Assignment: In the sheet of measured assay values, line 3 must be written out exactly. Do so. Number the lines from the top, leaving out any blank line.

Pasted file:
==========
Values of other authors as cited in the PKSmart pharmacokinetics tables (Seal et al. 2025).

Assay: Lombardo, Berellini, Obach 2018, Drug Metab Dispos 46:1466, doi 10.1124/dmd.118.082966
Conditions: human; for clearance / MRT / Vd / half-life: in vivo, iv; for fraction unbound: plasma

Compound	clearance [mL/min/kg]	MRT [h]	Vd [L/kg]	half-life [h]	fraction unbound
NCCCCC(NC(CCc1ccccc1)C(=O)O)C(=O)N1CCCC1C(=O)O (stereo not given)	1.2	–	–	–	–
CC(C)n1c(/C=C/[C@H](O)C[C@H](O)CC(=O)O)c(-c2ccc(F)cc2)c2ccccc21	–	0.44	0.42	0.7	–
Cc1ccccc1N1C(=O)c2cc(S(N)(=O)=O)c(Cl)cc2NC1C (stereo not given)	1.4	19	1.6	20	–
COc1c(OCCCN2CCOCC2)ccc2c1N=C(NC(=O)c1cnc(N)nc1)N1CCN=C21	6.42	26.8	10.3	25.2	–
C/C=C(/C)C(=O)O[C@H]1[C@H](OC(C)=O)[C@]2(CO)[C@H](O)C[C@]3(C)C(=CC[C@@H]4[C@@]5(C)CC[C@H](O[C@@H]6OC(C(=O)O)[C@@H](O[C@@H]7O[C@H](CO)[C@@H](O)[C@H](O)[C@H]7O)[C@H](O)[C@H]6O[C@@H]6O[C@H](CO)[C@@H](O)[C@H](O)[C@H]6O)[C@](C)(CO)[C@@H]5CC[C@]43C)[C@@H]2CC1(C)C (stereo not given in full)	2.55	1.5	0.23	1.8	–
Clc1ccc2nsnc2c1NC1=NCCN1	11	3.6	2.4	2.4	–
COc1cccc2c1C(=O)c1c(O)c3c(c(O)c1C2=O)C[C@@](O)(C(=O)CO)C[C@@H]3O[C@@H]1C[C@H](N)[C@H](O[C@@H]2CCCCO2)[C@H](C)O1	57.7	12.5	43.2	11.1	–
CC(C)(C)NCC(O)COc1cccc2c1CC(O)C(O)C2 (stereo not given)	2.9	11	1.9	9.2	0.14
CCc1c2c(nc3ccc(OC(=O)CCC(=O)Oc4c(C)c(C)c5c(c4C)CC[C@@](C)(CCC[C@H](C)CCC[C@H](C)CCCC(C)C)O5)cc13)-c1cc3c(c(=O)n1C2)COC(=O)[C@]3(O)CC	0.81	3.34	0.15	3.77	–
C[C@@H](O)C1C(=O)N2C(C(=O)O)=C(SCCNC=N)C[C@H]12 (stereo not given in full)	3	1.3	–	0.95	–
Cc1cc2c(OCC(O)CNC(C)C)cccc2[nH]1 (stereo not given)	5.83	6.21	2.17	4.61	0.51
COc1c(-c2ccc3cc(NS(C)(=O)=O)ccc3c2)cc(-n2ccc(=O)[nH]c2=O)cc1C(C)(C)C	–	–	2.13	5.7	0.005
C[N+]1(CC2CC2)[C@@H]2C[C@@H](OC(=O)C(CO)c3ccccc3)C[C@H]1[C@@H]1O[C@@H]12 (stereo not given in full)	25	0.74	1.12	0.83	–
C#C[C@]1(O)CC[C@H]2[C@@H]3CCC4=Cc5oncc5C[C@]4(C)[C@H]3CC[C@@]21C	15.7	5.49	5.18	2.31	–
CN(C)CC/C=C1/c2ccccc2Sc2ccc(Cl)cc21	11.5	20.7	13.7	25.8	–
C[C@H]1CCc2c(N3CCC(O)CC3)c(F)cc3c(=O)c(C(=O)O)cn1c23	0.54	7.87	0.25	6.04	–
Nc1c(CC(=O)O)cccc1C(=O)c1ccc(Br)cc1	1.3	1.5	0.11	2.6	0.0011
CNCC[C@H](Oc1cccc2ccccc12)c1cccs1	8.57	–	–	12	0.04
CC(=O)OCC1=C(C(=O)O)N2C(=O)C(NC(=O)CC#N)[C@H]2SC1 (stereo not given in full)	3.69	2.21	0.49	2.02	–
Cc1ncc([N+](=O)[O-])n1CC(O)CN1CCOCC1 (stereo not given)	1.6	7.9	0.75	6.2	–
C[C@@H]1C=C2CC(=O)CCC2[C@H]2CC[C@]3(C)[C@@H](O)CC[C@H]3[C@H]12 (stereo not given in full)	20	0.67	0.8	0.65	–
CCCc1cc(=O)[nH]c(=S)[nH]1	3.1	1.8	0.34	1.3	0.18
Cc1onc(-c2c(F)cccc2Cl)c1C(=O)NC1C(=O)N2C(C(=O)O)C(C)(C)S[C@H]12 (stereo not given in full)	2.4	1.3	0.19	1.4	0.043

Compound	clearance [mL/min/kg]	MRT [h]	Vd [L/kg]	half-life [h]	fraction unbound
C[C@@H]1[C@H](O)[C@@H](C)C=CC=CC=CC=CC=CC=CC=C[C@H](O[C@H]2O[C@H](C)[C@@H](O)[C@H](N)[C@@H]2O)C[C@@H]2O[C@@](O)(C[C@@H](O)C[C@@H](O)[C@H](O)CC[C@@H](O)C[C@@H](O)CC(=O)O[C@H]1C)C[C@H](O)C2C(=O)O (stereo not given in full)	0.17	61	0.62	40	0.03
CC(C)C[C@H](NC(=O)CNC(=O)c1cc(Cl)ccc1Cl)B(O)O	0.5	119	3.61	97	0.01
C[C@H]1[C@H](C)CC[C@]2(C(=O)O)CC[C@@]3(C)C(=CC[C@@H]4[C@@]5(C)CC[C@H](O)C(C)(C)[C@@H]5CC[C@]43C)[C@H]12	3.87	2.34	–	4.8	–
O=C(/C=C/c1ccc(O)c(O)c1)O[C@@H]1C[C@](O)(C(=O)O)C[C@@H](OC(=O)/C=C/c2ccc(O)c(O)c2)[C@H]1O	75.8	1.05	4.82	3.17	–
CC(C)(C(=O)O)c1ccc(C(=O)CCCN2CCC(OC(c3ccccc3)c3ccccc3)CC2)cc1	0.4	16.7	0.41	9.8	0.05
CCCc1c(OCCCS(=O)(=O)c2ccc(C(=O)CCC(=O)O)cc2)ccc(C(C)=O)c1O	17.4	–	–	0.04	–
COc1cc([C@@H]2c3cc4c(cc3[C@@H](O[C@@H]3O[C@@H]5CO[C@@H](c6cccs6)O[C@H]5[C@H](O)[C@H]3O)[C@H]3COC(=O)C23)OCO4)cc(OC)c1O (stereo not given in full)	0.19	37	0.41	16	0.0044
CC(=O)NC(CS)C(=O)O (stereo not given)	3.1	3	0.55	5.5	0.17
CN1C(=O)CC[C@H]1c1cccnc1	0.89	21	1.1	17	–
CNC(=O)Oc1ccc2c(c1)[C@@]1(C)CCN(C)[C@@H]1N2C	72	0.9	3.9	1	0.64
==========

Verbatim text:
Conditions: human; for clearance / MRT / Vd / half-life: in vivo, iv; for fraction unbound: plasma